A poem for Summer’s end.

Brecon

Sun Setting over Wales from Brecons

XXXIX (from Last Poems); by A.E. Houseman

When summer’s end is nighing
and skies at evening cloud,
I muse on change and fortune
and all the feats I vowed
when I was young and proud.

The weathercock at sunset
would lose the slanted ray,
and I would climb the beacon
that looked to Wales away
and saw the last of day.

From hill and cloud and heaven
the hues of evening died;
Night welled through lane and hollow
and hushed the countryside,
but I had youth and pride.

And I with earth and nightfall
in converse high would stand,
late, till the west was ashen
and darkness hard at hand,
and the eye lost the land.

The year might age, and cloudy
the lessening day might close,
but air of other summers
breathed from beyond the snows,
and I had hope of those.

They came and were and are not
and come no more anew;
And all the years and seasons
that ever can ensue
must now be worse and few.

So here’s an end of roaming
on eves when autumn nighs:
The ear too fondly listens
for summer’s parting sighs,
and then the heart replies.

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Happy Birthday Thom Gunn

Thom Gunn

I could write a lot about the biggest show in the USA down in Texas.  The American media should get an Oscar and a handful of Pulitzers for turning a storm into a thousand stories of human suffering.  They managed this disaster much better than Hurricane Katrina.  What you want is a low body count but powerful images of uprooted lives caused by homes being flooded or slabbed.  Plenty of affirming narratives of ordinary folk helping each other out, instead of those awful stories that were made up about the murders and rapes in the Louisiana Superdome.

Yes indeed cynic that I am I believe the US media organs learned good lessons about reporting from Louisiana.  At the same time we see a federal government that responded correctly, support without interference, Trump got this one right.

Also in the news Kim Jong Un just upped the ante by straddling Japan with a Missile.  That cannot sit.  Watch this space.

More importantly this is the birthday of a great poet.  He is the only person I have come across to date where cause of death was given as “Acute polysubstance abuse”.  Usually you just hear of “drug overdose”, but that’s for heavy metal rock stars, a poet demands something more…elegant, subtle, sophisticated?

Tamer and Hawk; by Thom Gunn

I thought I was so tough,
but gentled at your hands,
cannot be quick enough
to fly for you and show
that when I go I go
at your commands.

Even in flight above
I am no longer free:
You seeled me with your love,
I am blind to other birds—
the habit of your words
has hooded me.

As formerly, I wheel
I hover and I twist,
but only want the feel,
in my possessive thought,
Of catcher and of caught
upon your wrist.

You but half civilize,
taming me in this way.
through having only eyes
for you I fear to lose,
I lose to keep, and choose
tamer as prey.

Happy Birthday Paddy Clancy

Paddy

My dad passed away in October 2006.  That is significant because it predated the smartphone.  In those days cameras on phones were a new and expensive add on.  As a result most of the photos of Paddy are old style paper photographs, and there are not many digital ones.  I never got around to scanning all my old paper photos, but I managed to find this one in my archives.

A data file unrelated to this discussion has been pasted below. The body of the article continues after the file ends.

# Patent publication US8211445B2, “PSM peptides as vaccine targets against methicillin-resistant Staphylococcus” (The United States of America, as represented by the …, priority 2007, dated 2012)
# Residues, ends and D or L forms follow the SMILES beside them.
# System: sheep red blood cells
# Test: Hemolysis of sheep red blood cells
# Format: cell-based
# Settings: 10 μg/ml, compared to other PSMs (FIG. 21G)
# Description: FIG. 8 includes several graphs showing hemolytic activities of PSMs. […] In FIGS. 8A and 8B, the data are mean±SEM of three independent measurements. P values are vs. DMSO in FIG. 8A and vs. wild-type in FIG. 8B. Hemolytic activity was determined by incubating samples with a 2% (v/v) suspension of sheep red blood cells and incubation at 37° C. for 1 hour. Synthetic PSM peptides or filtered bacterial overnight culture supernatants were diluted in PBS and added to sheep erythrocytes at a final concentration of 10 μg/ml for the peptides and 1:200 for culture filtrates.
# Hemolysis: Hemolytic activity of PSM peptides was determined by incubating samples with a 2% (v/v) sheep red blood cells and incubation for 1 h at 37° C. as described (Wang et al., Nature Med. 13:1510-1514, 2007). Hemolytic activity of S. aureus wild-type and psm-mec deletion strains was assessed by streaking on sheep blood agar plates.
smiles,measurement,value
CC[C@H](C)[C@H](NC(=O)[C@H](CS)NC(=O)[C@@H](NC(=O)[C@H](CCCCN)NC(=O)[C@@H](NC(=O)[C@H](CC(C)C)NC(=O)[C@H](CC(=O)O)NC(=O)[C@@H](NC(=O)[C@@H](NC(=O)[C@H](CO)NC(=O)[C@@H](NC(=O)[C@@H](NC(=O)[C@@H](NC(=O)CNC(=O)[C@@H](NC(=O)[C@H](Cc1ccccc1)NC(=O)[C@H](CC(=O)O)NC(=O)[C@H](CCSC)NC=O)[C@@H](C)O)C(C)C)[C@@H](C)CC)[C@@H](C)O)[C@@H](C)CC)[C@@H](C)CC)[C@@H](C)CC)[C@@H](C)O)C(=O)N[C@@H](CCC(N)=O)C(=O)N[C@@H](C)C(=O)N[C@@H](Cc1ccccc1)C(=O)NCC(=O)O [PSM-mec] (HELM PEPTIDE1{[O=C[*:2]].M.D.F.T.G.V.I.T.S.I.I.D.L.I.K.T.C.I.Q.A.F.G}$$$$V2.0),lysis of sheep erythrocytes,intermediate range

Paddy and Maura were preparing for a trip.  It may have been the holiday they took in Dubrovnik.  I know this because my dad was doing up his cabin bag when I took the photo.  Paddy was the ultimate boy-scout, being prepared for every eventuality.  It was a product of his upbringing in a military household.  On camping holidays when anything broke Paddy had a spare in his “magic box”.  His in-flight bag was a treasure trove of travel “must-haves”.

My parents grew up during WW2, or “the emergency” as it was called in Ireland.  Born in 1927 they were 12 when the war began.  Ireland suffered a similar rationing regime to Great Britain, which meant frugality and food discipline was central to their lives from age 12 to around age 20 when rationing eventually tailed off.  They never lost their discipline in relation to waste.

Here is a story that illustrates their mindset.  When they were newly married my father bought a good coat for his wedding.  It was a fine heavy wool tweed coat.  Good Donegal tweed is tough stuff and lasts many years.

Over time the coat began to wear and my mother had to turn the cuffs and put in some repairs.  Eventually Paddy said it looked too shabby to wear.

Maura agreed, so she took the coat apart, panel by panel, and reversed the material and made up the coat again.  She put in new lining and the whole garment looked brand new.

When you turn the fabric it looks fine for a while, but it is worn thin and within a short few years the coat looked beat again.  Paddy said “Maura, this coat is finished, I need to buy a new one.”  Maura looked it over and sadly agreed.  “Yes” she said, “it’s finished, you can’t wear that any more…….I’ll cut it down to make clothes for the children”.

Were he still with us Paddy would be 90 today.  My dad shares his birthday with William Ernest Henley (b. 1849), the Victorian poet made famous all over again by Nelson Mandela.  Mandela would read “Invictus” to his cellmates in their darkest days.  He gave the poem to the South African Rugby Union team in 1995 to spur them on to win the Rugby World Cup for the new South African Nation.  Clint Eastwood directed Matt Damon as Francois Pienaar, the Springboks captain, and Morgan Freeman as Mandela in the 2009 movie centred on that poem.  Here is another from Henley more along the theme of “Gather ye rosebuds while ye may”.

Oh gather me the rose; by William Ernest Henley

O gather me the rose, the rose,
while yet in flower we find it,
for summer smiles, but summer goes,